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We've been prototyping a search results system for a mySQL database with about 2 million names and addresses and 3 million associated subscription and conference attendance records.

At the moment the search is executed and all results returned - for each result I then execute a second query to look up subscriptions / conferences for the person's unique ID. I've got indexes on all the important columns and the individual queries execute quite quickly in phpMyAdmin (0.0xxx seconds) but feed this into a webpage to display (PHP, paged using DataTables) and the page takes seconds to render. We've tried porting the data to a Lucene database and it's like LIGHTNING but the bottleneck still seems to be displayng the results rather than retrieving them.

I guess this would be due to the overhead of building, serving and rendering the page in browser. I think I can remove the subquery I mention above by doing GROUP_CONCAT to get the subscription codes in the original query, but how can I speed up the display of the page with the results on?

I'm thinking little and often querying with AJAX / server side paging might be the way to go here (maybe get 50 results, the query is smaller, the page is smaller and can be served quicker) but I welcome any suggestions you guys might have.

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Can you provide any sql samples / EXPLAIN's / schema information including indexes? Chances are that second query is limiting you as the milliseconds soon add up. –  Simon at mso.net Mar 27 '13 at 10:05
Have you tried rendering it without "DataTables" –  Rob Mar 27 '13 at 10:06
@Simonatmso.net - here's an example query of searching for someone by name: pastebin.com/DWscK2Y4 - there's a lot more in that subscription find query than there needs to be because the same query is used elsewhere in the system. Might write a separate smaller version for search results only. –  MikkyX Mar 27 '13 at 10:19
@Rob I have - there doesn't seem much difference. I suppose the page is still being returned in it's entireity, we just don't have DataTables then paging it for us. –  MikkyX Mar 27 '13 at 10:20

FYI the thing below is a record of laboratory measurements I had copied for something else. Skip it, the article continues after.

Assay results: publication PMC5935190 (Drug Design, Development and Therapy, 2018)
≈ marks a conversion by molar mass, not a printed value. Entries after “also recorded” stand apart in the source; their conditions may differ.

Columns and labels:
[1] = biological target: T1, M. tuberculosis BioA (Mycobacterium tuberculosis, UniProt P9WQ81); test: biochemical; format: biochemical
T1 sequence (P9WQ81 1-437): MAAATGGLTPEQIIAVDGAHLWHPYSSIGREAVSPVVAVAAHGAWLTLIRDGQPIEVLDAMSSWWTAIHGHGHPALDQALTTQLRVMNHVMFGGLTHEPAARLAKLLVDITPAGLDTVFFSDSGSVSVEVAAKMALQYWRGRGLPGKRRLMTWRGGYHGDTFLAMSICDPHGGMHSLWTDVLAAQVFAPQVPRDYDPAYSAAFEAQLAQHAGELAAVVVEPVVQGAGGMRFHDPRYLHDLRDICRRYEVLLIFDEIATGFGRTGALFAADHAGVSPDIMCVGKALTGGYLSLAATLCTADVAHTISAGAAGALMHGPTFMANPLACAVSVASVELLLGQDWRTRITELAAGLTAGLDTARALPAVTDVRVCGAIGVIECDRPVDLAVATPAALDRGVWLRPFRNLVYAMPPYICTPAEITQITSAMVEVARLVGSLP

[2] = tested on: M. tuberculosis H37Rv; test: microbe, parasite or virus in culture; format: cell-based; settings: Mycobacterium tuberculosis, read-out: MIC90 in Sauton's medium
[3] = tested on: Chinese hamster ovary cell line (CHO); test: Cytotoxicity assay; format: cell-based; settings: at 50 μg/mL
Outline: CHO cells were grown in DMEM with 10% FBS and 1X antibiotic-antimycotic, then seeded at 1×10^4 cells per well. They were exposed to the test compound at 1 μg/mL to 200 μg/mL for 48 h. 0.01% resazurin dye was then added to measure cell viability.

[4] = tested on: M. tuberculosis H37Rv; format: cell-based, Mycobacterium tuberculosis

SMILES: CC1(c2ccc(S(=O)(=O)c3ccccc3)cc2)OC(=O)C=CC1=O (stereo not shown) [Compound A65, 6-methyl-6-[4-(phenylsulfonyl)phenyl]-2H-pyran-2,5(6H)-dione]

I have exactly the same issue on some of my reports its purely down to the webbrowser processing the seer amount of html returned. As mentioned below server side paging is the solution so limit to say 50 returned results per page or so. Downside is it results in hundreds of pages for lage data sets. The alternative I've been doing is generating the HTML but not rendering/outputting to screen. Instead I've been writing it out to a PDF then storing the pdf on the file system and making the PDF available to the user. This has high initial load but also allows me to recall results in future –  Dave Mar 27 '13 at 10:22

1 Answer 1

up vote 2 down vote accepted

Even if you are using pagination with Datatables, all the results are loaded into the page source code at first although you are using the server side feature.

Loading 2 million rows at once will always render slowly. You have to go for server side pagination, it can be by AJAX or by a normal PHP script.

You can also consider using a cache system to speed up the loading of data from the server and avoiding calling the database when it is not needed. If your data can be changing randomly in time, you can always use a function to check whether or not the data has changed since the last time you cached the data and if so, updating the cached data.

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Something like searching a view, perhaps, and syncing that view at random? I'm not returning all 2 million rows every time but it is true that the result counts can run into five figures.... which is a lot of data for the server to be rendering to the browser at once. The more I think about this the more obvious it seems that smaller results are the immediate improvement.... –  MikkyX Mar 27 '13 at 10:22
Just take as an example any big website around there. None of them load that amount of data at once. Pagination and sorting by server side and autocomplete searches by AJAX, if not, by POST. –  Alvaro Mar 27 '13 at 10:28
True. Any recommendations for a caching system that could do the trick? I already pondered on whether a mySQL View, occasionally refreshed (new records are added every few minutes, updates less frequent - realtime isn't VITALLY important) might be better for this - your thoughts? –  MikkyX Mar 27 '13 at 10:31
Its not a server side issue its a browser issue. –  Dave Mar 27 '13 at 10:38
You can read about PHP caching in some sites, for example this or this. I have only worked with CakePHP framework and its cache so Im not very familiar with other techniques. –  Alvaro Mar 27 '13 at 10:40

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